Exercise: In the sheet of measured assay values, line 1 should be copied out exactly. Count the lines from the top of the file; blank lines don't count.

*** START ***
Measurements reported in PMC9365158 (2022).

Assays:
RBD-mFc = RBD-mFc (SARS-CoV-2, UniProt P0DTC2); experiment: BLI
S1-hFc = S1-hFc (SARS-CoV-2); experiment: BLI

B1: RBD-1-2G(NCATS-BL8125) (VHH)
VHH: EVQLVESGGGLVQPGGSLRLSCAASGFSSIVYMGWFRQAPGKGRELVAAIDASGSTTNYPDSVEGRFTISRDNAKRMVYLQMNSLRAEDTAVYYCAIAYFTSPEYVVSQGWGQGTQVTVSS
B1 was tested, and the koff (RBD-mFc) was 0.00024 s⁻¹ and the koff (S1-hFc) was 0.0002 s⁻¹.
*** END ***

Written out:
Measurements reported in PMC9365158 (2022).